Let’s get this over with.

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Halloween, much like its main villain Michael Myers, simply refuses to die. This latest rehash is (I think) the fourth attempt to revitalize the series. I suppose at least this one has Jamie Lee Curtis back as Laurie, and the previews showed as a toughened character who was ready to face down Myers once and for all.

We ended up with an inconsistent character who points a gun at children (no really).

On the fortieth anniversary of the original murder spree, Myers breaks out as he is being transported to a harsher penitentiary for reasons unknown. He immediately begins murdering just about everyone he comes across and seems to kind of be hunting Laurie.

Too bad the film doesn’t start there.

Instead we get about a half an hour with painfully obvious cannon fodder in the form of a couple investigative journalists and annoying teenagers. The journalists are perhaps the dumbest investigators ever—as their big plan to get Myers to talk seemed to be simply asking over and over. The teenagers aren’t much better (granted the difference is slim) and we end up with no connection to any of the characters.

Even Laurie is too scattered (and too often absent from the film) to ever truly care about. It is hard to call her the lead as we end up bouncing around so much that none of it even matters.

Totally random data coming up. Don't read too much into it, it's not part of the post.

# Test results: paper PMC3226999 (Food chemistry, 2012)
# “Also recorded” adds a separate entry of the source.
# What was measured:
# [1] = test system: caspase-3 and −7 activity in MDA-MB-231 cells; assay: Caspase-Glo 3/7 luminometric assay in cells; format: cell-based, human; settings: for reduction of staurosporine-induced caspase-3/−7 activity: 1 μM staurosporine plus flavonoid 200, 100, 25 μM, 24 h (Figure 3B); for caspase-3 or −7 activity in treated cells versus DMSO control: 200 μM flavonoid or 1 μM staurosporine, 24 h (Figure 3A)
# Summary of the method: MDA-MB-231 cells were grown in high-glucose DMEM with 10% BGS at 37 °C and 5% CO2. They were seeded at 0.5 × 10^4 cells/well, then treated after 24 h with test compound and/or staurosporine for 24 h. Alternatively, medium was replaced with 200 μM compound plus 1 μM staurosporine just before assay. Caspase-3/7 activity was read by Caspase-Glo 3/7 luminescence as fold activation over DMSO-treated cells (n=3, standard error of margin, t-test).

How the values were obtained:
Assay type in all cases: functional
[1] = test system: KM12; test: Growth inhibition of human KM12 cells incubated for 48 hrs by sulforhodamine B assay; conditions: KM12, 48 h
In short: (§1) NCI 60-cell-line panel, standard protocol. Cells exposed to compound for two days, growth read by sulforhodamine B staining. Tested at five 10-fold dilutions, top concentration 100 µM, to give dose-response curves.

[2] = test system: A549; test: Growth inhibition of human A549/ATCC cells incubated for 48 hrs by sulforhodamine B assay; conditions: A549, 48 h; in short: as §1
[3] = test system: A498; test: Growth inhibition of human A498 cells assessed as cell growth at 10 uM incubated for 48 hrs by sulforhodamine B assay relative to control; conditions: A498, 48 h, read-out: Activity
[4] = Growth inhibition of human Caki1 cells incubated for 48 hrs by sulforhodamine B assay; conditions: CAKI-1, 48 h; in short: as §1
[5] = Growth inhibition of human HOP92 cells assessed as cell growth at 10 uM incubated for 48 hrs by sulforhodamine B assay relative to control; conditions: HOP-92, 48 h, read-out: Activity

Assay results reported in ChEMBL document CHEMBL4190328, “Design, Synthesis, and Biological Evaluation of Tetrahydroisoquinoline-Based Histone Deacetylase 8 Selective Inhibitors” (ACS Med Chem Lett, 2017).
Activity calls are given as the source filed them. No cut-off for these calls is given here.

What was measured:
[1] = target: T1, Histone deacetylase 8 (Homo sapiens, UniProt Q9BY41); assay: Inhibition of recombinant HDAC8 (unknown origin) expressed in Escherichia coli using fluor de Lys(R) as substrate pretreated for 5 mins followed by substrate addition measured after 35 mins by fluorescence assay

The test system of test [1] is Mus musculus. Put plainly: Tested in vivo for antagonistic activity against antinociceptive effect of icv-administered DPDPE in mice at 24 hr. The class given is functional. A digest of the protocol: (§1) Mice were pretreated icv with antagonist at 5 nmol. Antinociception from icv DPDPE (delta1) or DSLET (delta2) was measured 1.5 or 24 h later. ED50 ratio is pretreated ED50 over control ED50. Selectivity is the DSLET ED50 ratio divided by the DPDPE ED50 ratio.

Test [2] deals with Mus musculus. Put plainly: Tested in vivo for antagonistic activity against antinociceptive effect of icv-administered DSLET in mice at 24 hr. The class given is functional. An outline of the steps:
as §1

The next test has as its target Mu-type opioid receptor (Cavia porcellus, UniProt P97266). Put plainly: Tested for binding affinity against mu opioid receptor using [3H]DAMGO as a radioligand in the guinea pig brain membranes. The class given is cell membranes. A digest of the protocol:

In an instant of seeming self-recollection a teenager notes that Myers simply isn’t scary anymore. The movie does little to disprove this thesis. As the director chooses to never show us Myers killing more than one person at once (the camera conveniently cuts away when the odds seem out of his favor) we end up with a violent psychopath who seems to act at random. The series has always played with supernatural elements—and it is unclear what it will take to kill Myers—but without actually establishing any rules it all smells a bit fishy.

How Myers managed to get out of his chair, take off his handcuffs, open the gate, then overpower an armed guard, and then the driver is simply incomprehensible. I had originally figured they would credit it to a joint effort with all the violent criminals, but nope—Myers is the only dangerous one. Others are found chasing butterflies. I know this was a cheap way to get us to focus on Myers alone, but it does leave the question as to why these other prisoners were going to be transferred to “hell on earth” as the psychiatrist identifies it.

The best parts of this film are the ones that are a shot-by-shot remake of the original (or Rob Zombie’s version, which they crib a lot despite throwing some shade). The attempts at newness don’t work, and the forced twists towards the end are laughably stupid. Honestly, I am glad I didn’t watch this one in the theater because the most fun I had was talking shit on this film.

I don’t think new life can be given to this series. If you want to watch the same thing you’ve seen before with absolutely nothing special, then this is your jam.

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